Attorney at Law Magazine Jacksonville Publisher Tom Brady sat down with Matthew W. Spohrer to discuss his legal heroes and the culture of his firm.
AALM: How would you describe your practice?
Spohrer: We focus on complex personal injury cases. We have a reputation for success in products liability, aviation cases, medical malpractice and insurance disputes.
AALM: Do you have any mentors or professors that encourage you?
Spohrer: Yes, our firm has a gruff old guy in the corner office who’s helped show me the ropes. Outside of the firm, Hugh Cotney always has interesting stories, and he’s got to be the friendliest attorney in Jacksonville.
AALM: Who are some of your legal heroes? Why?
Spohrer: I’m really impressed by my mom graduating law school the same year I graduated high school. She went on to help a lot of kids in foster care, group homes and the guardian ad litem process.
AALM: What experiences have taught you the most?
Spohrer: Tough cases have taught me the importance of not getting too stressed about things that are outside of my control.
AALM: What drew you to your current firm? How would you describe the culture there?
Spohrer: I like the variety in our cases. We tend to get involved in litigation that’s more technical, time consuming, or expensive than the average injury case. For example, we had a case involving a hyperbaric chamber for thoroughbred race horses that exploded due to a defect. We’ve had cases arising out of Kenya, The Bahamas, Spain, and two Afghanistan cases. As far as the culture at our firm, I think everyone at Spohrer Dodd understands that we have high standards for our work.
AALM: Are there any flaws in the legal profession that you see? If so, how would you fix them?
Spohrer: Well, Scott Turow might be onto something in his ABA Journal article, “The Billable Hour Must Die.”
AALM: What case most defined or redefined your practice?
Spohrer: The TSA confliscated a deaf client’s cochlear implant hearing aid from her checked bag. TSA even left a notice of inspection with a handwritten note: “1 metal device removed.” The case came from JALA, and we were only ever asking for the replacement cost of the hearing aid. TSA refused to pay and claimed that they had been framed. We litigated against TSA in federal court for over a year, and I had to go through an FBI background check to participate in discovery. I’m happy to report that we won at trial. I have the TSA inspection note hanging in my office.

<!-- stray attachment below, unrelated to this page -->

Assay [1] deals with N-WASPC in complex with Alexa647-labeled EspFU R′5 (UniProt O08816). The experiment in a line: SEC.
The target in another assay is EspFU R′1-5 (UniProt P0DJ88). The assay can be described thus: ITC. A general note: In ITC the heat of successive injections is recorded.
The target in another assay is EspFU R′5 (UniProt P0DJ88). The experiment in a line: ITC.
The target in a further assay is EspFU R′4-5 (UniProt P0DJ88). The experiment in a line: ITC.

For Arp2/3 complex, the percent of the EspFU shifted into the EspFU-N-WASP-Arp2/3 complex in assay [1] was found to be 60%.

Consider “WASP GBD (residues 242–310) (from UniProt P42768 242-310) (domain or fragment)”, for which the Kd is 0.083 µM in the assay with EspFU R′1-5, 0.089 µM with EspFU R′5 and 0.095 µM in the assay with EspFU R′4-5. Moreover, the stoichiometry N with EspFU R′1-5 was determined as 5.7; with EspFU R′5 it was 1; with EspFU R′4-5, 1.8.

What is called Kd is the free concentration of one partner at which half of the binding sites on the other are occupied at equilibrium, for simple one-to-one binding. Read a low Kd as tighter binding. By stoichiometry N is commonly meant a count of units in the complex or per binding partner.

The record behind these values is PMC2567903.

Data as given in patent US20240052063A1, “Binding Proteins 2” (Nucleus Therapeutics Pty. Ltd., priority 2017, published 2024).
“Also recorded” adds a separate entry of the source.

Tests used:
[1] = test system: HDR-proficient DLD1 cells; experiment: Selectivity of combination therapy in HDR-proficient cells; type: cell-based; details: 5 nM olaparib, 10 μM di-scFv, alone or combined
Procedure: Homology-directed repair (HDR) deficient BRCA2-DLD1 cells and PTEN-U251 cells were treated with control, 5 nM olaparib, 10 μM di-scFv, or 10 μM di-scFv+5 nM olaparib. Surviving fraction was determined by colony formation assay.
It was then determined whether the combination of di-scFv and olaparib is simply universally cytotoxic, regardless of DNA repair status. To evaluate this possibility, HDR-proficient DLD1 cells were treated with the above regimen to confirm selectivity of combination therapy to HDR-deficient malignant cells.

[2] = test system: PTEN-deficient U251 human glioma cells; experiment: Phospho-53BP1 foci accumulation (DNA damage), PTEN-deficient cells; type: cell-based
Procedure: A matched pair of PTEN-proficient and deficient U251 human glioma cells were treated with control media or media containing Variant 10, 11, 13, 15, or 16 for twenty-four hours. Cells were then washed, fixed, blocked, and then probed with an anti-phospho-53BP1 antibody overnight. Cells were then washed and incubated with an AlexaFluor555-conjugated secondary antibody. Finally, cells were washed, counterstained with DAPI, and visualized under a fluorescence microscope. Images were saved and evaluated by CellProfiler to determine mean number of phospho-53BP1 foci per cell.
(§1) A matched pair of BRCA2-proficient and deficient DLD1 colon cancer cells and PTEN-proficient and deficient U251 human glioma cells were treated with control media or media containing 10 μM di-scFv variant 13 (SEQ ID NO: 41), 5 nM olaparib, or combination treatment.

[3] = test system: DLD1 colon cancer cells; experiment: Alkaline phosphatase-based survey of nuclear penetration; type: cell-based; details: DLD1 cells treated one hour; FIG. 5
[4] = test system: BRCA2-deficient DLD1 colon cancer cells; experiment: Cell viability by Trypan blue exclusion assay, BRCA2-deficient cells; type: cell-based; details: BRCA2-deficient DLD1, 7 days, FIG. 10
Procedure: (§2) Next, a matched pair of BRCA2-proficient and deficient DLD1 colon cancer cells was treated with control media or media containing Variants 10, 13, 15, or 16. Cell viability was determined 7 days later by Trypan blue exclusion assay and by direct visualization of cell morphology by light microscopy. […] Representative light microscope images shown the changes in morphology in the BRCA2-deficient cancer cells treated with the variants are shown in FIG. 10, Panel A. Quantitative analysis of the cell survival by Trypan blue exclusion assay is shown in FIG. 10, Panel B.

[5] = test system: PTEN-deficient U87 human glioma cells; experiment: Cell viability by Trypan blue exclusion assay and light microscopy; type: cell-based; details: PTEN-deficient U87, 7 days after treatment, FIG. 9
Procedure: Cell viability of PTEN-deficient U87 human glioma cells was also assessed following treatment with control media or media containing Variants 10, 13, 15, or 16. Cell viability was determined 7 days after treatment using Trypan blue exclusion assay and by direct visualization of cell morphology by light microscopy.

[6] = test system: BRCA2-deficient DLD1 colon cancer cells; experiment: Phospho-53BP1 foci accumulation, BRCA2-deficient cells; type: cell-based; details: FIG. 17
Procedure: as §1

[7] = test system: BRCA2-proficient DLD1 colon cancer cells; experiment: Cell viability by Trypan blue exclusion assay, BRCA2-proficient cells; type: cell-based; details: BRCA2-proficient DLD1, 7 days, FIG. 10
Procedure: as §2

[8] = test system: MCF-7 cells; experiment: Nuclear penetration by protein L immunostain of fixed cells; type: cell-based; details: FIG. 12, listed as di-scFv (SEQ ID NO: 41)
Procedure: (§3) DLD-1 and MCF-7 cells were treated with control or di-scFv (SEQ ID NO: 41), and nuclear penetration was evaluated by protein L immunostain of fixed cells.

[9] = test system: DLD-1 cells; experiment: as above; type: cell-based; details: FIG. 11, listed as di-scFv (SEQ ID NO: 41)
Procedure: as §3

AALM: Tell us a funny story from your practice.
Spohrer: I’ve helped friends by going to traffic court a couple of times, but it’s pretty clear that I am out of my element. One time the judge misheard my request for a withhold of adjudication and said in front of the packed gallery “Ok, so when do you want this trial?” My alarmed response: “No, no, no! No trial!” Not surprisingly, no one in the gallery hired me to handle their speeding tickets.
AALM: What do you enjoy doing outside of work? Hobbies? Sports?
Spohrer: My colleague Steve Browning got me into cycling. I’ve run into some other lawyers out there on the road, like Paul Shorstein and Judge Haag. I’ve been playing guitar since I was 10. It’s a great diversion and there is always more to learn. I encourage anyone thinking about picking up an instrument to go take some lessons.
AALM: What do you most hope to accomplish in the future?
Spohrer: I like continuing to learn about areas of the law that I’m not familiar with. For example, I took a criminal case for the Public Defender’s Office and managed to win a motion to suppress an improper search. It’s fun to keep trying to be a little more well rounded in this profession.
AALM: What events are you most looking forward to in the coming year?
Spohrer: Monster Jam